At CES this year, Digital Storm introduced its new compact PC design that weds a small form-factor with a specially-designed liquid cooling system. The BOLT X is designed to enable a significant overclocking potential of components even in a space-constrained form-factor, and it should benefit those who need to have maximum performance in a minimum footprint.

Over the past few years we have observed the culmination of several separate trends: compact computers with liquid cooling, with style and with serious overclocking capabilities. The new BOLT X from Digital Storm is the company’s next-generation SFF PC with a HydroLux LCS that features a number of upgrades aimed to advance its cooling performance  as well as improve the system in general. First off, the BOLT X has two 140-mm top mounted fans (up from two 120-mm fans in case of the BOLT 3, the predecessor). Second, it comes with an integrated stand that helps to minimize the amount of dust it sucks in through openings for cool air on the bottom. Third, it features a simplified open layout to make it easier to upgrade and service the PC.

Just like the predecessors, the Digital Storm BOLT X can accommodate a Mini-ITX motherboard and one graphics card located beneath the mainboard to ensure proper cooling and compatibility with custom cards that have tall PCBs. With the BOLT X, Digital Storm will offer the Intel Z270-based platforms (so, they will support technologies like NVMe, Thunderbolt 3, USB 3.1 Gen 2, 802.11 ac Wi-Fi, etc.) along with various Intel Core processors powered by the Kaby Lake microarchitecture. As for GPUs, expect the PC maker to offer the latest graphics cards that will be available with its BOLT X — NVIDIA’s GeForce GTX 10-series for now and whatever comes up next.

At present, Digital Storm does not discuss the exact number of SSDs/HDDs that can be housed by the BOLT X chassis, but the PC will definitely support one high-performance M.2 SSD with a PCIe 3.0 x4 interface on the motherboard as well as a number of storage devices in a 2.5-inch form-factor. Following the latest trends, the boutique PC maker eliminated the ODD from the chassis completely, resulting in a perfectly flat front surface.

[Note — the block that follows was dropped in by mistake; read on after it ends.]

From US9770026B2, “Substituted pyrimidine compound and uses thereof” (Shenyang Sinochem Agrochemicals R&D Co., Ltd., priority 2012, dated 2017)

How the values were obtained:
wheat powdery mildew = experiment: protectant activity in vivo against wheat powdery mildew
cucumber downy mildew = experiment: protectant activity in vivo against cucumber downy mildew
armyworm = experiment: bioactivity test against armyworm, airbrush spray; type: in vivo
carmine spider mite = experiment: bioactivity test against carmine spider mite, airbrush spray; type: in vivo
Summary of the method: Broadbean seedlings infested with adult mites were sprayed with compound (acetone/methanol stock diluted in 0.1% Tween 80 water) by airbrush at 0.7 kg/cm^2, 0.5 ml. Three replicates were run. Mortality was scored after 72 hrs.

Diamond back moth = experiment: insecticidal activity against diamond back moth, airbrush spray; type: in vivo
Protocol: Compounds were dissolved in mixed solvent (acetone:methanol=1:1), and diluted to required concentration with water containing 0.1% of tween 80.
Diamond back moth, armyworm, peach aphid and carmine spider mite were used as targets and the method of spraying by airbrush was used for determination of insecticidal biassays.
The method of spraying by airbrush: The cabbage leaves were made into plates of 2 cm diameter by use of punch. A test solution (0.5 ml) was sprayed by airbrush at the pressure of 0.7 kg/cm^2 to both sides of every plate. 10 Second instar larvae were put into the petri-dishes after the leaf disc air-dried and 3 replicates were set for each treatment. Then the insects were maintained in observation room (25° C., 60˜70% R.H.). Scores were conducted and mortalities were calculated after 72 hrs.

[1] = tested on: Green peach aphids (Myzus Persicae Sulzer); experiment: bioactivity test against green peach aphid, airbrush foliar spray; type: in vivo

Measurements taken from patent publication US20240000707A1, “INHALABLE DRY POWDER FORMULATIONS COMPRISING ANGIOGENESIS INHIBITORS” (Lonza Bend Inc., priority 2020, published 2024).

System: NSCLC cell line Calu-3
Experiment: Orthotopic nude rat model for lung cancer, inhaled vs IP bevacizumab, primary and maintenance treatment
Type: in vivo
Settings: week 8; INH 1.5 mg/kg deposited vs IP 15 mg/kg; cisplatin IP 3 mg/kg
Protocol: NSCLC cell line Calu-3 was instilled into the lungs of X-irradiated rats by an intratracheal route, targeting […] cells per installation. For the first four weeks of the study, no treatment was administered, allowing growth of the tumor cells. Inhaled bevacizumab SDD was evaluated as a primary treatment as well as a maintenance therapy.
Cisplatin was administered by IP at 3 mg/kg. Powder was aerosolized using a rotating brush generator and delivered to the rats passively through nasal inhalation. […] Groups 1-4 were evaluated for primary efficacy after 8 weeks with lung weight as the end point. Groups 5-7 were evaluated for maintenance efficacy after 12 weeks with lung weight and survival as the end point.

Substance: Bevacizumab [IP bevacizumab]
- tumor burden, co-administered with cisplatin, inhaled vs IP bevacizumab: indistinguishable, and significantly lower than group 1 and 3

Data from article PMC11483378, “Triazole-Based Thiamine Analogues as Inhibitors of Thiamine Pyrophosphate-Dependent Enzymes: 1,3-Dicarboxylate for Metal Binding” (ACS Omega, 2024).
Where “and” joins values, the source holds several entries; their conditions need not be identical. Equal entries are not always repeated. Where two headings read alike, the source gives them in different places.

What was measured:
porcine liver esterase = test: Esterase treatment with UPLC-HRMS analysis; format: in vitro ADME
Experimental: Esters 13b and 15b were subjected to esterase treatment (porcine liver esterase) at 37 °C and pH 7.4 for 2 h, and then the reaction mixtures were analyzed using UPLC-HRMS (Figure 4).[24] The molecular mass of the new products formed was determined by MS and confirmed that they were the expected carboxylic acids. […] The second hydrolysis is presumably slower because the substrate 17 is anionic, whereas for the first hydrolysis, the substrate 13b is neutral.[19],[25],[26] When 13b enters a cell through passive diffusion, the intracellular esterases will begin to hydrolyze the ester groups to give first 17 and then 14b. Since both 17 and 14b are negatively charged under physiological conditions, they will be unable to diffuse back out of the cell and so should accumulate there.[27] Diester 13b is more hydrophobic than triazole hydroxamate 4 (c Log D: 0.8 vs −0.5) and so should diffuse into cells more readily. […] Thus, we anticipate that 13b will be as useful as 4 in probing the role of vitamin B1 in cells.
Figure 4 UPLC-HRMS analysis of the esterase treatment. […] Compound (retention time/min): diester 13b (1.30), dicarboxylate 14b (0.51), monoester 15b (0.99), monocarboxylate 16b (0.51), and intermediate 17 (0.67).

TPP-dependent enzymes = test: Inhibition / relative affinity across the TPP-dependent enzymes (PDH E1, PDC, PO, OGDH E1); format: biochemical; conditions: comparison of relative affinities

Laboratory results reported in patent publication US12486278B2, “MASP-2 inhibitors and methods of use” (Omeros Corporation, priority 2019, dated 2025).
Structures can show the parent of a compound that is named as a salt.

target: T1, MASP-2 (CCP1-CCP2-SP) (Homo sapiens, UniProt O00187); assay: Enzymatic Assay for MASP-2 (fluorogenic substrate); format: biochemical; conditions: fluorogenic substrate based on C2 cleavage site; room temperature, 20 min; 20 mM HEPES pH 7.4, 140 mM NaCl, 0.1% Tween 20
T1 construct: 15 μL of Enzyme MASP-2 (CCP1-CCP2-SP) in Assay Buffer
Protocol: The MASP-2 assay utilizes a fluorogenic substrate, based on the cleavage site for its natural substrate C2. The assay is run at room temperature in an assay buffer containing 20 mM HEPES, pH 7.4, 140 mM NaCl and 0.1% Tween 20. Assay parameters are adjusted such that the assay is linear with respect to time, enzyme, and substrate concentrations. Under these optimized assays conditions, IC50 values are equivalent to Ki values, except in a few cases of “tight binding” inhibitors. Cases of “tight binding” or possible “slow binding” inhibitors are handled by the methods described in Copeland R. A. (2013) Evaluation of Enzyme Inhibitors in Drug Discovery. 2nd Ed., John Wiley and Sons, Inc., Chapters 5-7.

One of the intrigues of the new BOLT X system is its PSU. In theory, Digital Storm can install almost any SFX power supply inside (except, perhaps, the SFX-L versions) to improve overclocking potential and/or support power hungry components. However, with the BOLT 3 the company only offers 400 W PSUs.

Digital Storm will start selling BOLT X systems in the first quarter. Exact pricing will depend on actual configuration and will thus vary. At present, the company offers BOLT 3 systems starting at $1906, so the new versions are likely to start at approximately the same price-point.

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Source: Digital Storm

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  • Sttm - Friday, January 13, 2017 - link

    Why is it so narrow and tall? I like my towers not to tip over. Reply
  • ckbryant - Friday, January 13, 2017 - link

    They named it Bolt-X so you have to Bolt-X down to the desk or floor to keep it from flipping over lol Reply
  • ddriver - Friday, January 13, 2017 - link

    Good point, but I don't see a bolting bracket with it. Back to the drawing board for this one. Reply
  • ddriver - Sunday, January 15, 2017 - link

    They could at least make it even thinner, being water-cooled and all. Then you could just hang it on the wall and don't worry about knocking it over and breaking it. From the looks of it, much is currently wasted space. If they have a custom psu in there they could have scrapped the casing so it doesn't add bulk. Then the whole unit could be like 2 inches thick. Reply
  • trulyuncouth - Sunday, January 15, 2017 - link

    It is meant to hold a graphics card. Did you even read the article? Reply
  • ddriver - Monday, January 16, 2017 - link

    Your point being?

    The graphics card is obviously NOT perpendicular to the motherboard as it would be in a traditional setup, from the looks of it, it might be actually collinear, so its z profile should not be any taller than the mobo + cpu + water block and pipes. It is the psu and radiator that prevent it from being any thinner.
    Reply
  • DanNeely - Monday, January 16, 2017 - link

    A horizontal radiator would make it even taller and thinner and more likely to tip over if stood on a desk; while as still being a 2+" thick brick it'd still be on the really chunky side for a wall mount. Aside from that, making it that thin would also require using something like a 1U rackmount PSU; the 40mm fans in those are obscenely loud and completely unacceptable for residential use. Reply
  • ddriver - Tuesday, January 17, 2017 - link

    2" is about the thickness of a classical (as in old school) painting frame. As for the cooling - sure tiny fans are garbage, but there is also the option to actually do something innovative and put a long cylindrical blower like the ones they put in ac units. That's gonna move a whole lot of air at very low noise. Reply
  • DavidBrees - Saturday, January 14, 2017 - link

    So you can see the components. Short and wide would hide or at least compress the components. Reply
  • CrazyElf - Saturday, January 14, 2017 - link

    Compounding the problem, the AIO with the reservoir and radiator are on top. Those can be heavy.

    The power supply looks pretty high up too.
    Reply

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